Wind Power News: Massachusetts
These news and opinion items are gathered by National Wind Watch to help keep readers informed about developments related to industrial wind energy. They are the products of the organizations or individuals noted and do not necessarily reflect the opinions of National Wind Watch.
FALMOUTH – A Hatchville-based group, seeking reconsideration of a court judgment that permanently shut down two town-owned wind turbines, does not have the standing needed to file a motion to intervene and has made its move too late, according to an attorney representing a neighbor of one of the turbines. Both sides filed their positions in Barnstable Superior Court late this week. At issue is a June 20 ruling by Barnstable Superior Court Judge Cornelius Moriarty to uphold a decision by . . .
CONCORD, N.H. – The Department of Energy on Thursday awarded a key permit for a transmission project that would carry hydropower from Canada to more than a million homes in southern New England. The granting of what is called the Presidential permit allows for the $1.6 billion project to take hydropower across an international border and connect to the United States grid. First conceived in 2010, the Northern Pass project calls for building a 192-mile electricity transmission line from Pittsburg to . . .
UMass Dartmouth is gearing up to lead a five-year, $1 million initiative to examine how offshore wind farms can coexist with commercial fishing and other industries. Deepwater Wind, which operates a wind farm off Block Island and hopes to build a bigger one south of Martha’s Vineyard, plans to bankroll the effort, which will be called the Blue Economy Initiative, the company announced on Thursday. However, the sponsorship agreement is contingent on the approval by state utilities of Deepwater Wind’s . . .
FALMOUTH – An effort to get Falmouth’s two controversial wind turbines spinning again is off to a slow start. The environmental group Green Center is seeking a hearing in Barnstable Superior Court to reconsider a judge’s recent decision to shut down the turbines because they were a nuisance to abutters. The group, hoping to lobby for some alternative to total shutdown, filed a motion to intervene, but failed to provide a copy to the town’s Zoning Board. According to Falmouth Town . . .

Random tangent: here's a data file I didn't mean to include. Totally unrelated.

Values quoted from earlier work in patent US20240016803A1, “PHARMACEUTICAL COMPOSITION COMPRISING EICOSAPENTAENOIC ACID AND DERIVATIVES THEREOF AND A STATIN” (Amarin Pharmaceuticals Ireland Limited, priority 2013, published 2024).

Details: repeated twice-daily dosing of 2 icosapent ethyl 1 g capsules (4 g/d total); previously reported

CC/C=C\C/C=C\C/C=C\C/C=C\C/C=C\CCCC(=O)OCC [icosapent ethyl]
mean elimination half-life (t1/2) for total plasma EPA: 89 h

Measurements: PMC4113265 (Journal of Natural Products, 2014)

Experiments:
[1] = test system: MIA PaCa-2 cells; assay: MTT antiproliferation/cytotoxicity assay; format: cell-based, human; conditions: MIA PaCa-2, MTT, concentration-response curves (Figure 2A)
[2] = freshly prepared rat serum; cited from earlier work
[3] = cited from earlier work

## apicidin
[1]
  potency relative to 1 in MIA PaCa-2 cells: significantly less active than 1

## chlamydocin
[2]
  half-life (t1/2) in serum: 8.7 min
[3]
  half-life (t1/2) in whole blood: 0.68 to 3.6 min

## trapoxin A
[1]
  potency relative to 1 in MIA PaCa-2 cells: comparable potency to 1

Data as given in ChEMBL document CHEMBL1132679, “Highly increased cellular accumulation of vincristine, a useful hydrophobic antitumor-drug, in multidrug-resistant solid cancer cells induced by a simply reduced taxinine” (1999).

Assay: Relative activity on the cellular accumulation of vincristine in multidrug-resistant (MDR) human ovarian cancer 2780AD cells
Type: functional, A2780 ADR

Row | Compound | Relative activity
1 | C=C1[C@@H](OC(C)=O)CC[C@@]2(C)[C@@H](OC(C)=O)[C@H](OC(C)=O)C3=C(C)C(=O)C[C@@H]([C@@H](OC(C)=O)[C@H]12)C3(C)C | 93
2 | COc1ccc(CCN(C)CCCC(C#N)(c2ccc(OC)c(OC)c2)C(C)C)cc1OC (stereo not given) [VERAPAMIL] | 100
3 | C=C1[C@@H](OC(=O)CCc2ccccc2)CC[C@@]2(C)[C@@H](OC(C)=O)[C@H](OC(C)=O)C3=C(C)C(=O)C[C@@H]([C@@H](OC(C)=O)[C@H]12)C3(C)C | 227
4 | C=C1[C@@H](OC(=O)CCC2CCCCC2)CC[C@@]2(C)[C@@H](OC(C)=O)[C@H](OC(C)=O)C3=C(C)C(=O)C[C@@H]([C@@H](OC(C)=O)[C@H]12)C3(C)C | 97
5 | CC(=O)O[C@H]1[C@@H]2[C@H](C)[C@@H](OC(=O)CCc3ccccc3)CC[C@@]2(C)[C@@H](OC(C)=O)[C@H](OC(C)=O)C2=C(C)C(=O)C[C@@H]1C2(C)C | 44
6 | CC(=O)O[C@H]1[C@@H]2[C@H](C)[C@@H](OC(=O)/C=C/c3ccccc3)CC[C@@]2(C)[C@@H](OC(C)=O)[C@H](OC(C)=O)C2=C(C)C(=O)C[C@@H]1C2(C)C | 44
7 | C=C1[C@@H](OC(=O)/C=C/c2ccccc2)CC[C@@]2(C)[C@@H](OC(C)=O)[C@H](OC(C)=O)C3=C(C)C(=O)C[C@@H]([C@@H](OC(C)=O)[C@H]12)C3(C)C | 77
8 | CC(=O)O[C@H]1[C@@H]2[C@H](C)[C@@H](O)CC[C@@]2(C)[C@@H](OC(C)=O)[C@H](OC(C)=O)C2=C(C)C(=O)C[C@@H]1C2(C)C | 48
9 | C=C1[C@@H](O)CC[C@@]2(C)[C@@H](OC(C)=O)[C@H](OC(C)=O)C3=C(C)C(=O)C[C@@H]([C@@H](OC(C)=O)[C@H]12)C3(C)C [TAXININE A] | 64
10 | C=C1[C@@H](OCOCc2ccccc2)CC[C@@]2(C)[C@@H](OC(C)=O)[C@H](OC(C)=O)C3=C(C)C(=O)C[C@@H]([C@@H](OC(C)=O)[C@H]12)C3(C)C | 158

Region’s renewable needs spark a NH solar surge; Proposed new projects would swell state’s total capacity
When Edwin O. “Smokey” Smith sold an option for 47 acres of his grandfather’s farm in Hinsdale to become a small part of what could be the biggest solar farm this state has ever seen, he was doing it more to save for retirement than to save the world from climate change. “It’s a little extra money,” said Smith, a Republican who served seven terms in the NH House. “If someone was going to put a house up there, I’d . . .
DALTON – The town is embracing wind energy, but officials plan to chew a bit more on “cow power.” The Select Board heard a pitch Monday from Hampshire Power to buy electricity produced from cow manure and compost. Doing so would support green energy and yield credits to reduce its electric bill. The five-member board decided to hold off on a decision until its next meeting. But the town is moving ahead to support another form of alternative energy. After a . . .
FALMOUTH – After a brief closed door meeting Monday, the Board of Selectmen announced it will neither oppose or support a recently filed court motion aimed at getting the town’s two wind turbines spinning again. A Hatchville-based group called The Green Center, along with 12 Falmouth residents, filed a motion in Barnstable Superior Court last week to intervene in the case after a judge’s ruling made this summer resulted in the shutdown of the two town-owned wind turbines at the wastewater . . .
A dozen Falmouth citizens and The Green Center Inc. of Hatchville plan to file a legal motion to intervene with the Barnstable County Superior Court decision that caused shutdown of the town’s second wind turbine in June. On June 20, Barnstable County Superior Judge Cornelius J. Moriarty II upheld a zoning board of appeals decision deeming Wind 1 and Wind 2 a nuisance to neighbors Barry A. and Diane C. Funfar, and ordered that the turbines be shut down. The . . .
SCITUATE – The town will hire an independent consultant to review the noise generated by the Scituate Wind turbine. This was the unanimous decision by selectmen after a lengthy discussion among themselves Tuesday, as well as with residents who are being negatively affected by the turbine noise. “We’ve heard quite a bit of information from all sides,” Selectmen Chairman Maura Curran said. “It’s a touch discussion because Town Meeting approved the wind turbine. We’re trying to balance the needs of the . . .
If the power being generated causes health impacts; is that trade-off worth reducing your collective carbon footprint? Is it better to cause huge health issues to some folks so others can smugly say their power is "green"? And why is hurting folks with windmills to power your Tesla and Wi-fi OK, but cutting a thousand trees down in a state forest along an existing right of way is not OK? Is it OK to devalue homes in places like Florida, Monroe, or Savoy since they don't attract the hip New York City crowd?